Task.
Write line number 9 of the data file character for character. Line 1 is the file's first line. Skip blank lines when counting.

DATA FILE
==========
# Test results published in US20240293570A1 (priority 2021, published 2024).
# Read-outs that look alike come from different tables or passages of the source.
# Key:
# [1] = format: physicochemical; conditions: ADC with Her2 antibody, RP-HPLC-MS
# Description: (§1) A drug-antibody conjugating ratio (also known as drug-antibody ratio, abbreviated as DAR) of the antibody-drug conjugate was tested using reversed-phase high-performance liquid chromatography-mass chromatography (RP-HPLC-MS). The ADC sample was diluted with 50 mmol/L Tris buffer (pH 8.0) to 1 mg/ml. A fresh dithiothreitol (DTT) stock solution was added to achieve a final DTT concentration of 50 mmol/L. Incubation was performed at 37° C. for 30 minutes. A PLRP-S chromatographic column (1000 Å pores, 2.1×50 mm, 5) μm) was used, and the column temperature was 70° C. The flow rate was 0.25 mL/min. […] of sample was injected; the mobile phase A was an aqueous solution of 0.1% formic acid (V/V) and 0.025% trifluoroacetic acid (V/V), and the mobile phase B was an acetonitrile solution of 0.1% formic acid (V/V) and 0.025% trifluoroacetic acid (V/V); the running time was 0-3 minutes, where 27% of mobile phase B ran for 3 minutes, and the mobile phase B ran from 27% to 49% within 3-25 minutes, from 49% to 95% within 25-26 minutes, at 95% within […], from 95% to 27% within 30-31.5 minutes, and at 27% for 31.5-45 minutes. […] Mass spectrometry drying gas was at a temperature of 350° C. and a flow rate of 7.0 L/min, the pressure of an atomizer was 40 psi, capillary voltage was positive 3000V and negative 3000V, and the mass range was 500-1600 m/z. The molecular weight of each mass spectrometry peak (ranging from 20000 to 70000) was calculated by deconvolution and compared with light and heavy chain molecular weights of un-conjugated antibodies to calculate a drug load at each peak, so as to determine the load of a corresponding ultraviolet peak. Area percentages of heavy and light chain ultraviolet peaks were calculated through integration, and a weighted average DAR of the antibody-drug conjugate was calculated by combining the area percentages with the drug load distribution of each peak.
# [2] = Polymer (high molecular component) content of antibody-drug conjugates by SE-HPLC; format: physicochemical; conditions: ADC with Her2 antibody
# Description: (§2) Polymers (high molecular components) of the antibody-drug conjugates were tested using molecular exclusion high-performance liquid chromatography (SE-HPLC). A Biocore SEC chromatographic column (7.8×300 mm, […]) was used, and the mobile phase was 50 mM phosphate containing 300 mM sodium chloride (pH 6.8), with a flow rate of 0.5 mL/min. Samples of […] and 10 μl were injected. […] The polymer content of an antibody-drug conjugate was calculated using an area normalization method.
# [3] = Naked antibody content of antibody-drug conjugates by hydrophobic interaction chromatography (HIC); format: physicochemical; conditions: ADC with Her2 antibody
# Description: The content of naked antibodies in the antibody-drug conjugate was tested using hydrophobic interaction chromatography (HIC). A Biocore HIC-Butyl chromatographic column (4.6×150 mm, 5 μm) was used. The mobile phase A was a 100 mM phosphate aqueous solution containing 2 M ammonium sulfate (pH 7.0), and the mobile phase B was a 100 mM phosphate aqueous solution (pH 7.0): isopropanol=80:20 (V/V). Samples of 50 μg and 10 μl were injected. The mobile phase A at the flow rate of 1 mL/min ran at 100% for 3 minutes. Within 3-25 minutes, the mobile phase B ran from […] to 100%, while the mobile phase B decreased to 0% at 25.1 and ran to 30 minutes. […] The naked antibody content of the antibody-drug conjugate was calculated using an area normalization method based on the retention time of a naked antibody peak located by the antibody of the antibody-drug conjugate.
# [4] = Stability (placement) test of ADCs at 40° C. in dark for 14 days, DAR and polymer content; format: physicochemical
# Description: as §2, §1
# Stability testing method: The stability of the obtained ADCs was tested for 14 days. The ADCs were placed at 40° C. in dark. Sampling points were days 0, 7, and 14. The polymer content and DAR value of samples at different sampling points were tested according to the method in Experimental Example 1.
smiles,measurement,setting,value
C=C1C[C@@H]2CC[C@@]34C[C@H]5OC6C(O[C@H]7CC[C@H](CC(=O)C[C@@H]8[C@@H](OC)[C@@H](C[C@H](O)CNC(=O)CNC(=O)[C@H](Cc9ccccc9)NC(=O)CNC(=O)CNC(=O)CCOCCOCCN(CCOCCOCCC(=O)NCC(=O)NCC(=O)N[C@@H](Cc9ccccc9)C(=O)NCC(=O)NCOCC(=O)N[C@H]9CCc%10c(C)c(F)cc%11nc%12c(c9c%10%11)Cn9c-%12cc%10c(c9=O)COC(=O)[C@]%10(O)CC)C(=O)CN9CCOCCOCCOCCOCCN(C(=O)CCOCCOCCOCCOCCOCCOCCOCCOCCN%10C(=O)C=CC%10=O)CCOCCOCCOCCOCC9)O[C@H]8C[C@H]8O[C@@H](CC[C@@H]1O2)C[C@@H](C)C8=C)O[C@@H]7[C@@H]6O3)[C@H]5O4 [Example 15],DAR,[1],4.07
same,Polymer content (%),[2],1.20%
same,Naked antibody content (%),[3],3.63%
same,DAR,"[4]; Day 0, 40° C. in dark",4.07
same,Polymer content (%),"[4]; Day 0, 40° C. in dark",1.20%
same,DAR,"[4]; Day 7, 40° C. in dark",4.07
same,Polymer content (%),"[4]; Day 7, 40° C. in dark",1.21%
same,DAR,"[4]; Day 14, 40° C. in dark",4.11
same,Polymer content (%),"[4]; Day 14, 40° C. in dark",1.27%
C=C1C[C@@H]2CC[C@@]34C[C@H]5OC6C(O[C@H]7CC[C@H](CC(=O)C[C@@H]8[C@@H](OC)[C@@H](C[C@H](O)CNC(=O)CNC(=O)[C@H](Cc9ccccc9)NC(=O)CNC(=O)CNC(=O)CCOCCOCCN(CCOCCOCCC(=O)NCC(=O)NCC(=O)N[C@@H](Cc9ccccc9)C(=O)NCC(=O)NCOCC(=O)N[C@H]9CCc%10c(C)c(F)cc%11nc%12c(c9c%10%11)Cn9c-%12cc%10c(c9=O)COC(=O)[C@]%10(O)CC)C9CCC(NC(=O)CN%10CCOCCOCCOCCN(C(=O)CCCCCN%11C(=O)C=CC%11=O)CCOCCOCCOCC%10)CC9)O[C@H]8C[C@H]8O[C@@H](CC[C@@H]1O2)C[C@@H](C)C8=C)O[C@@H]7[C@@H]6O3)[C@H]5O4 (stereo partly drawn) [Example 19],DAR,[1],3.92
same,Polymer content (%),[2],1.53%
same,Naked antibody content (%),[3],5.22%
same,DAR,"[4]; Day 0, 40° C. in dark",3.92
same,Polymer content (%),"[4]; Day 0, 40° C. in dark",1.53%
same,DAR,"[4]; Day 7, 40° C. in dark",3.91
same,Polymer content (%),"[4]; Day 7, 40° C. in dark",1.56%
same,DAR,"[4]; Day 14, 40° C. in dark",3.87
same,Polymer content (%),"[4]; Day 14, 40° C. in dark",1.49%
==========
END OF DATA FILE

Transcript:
# Description: The content of naked antibodies in the antibody-drug conjugate was tested using hydrophobic interaction chromatography (HIC). A Biocore HIC-Butyl chromatographic column (4.6×150 mm, 5 μm) was used. The mobile phase A was a 100 mM phosphate aqueous solution containing 2 M ammonium sulfate (pH 7.0), and the mobile phase B was a 100 mM phosphate aqueous solution (pH 7.0): isopropanol=80:20 (V/V). Samples of 50 μg and 10 μl were injected. The mobile phase A at the flow rate of 1 mL/min ran at 100% for 3 minutes. Within 3-25 minutes, the mobile phase B ran from […] to 100%, while the mobile phase B decreased to 0% at 25.1 and ran to 30 minutes. […] The naked antibody content of the antibody-drug conjugate was calculated using an area normalization method based on the retention time of a naked antibody peak located by the antibody of the antibody-drug conjugate.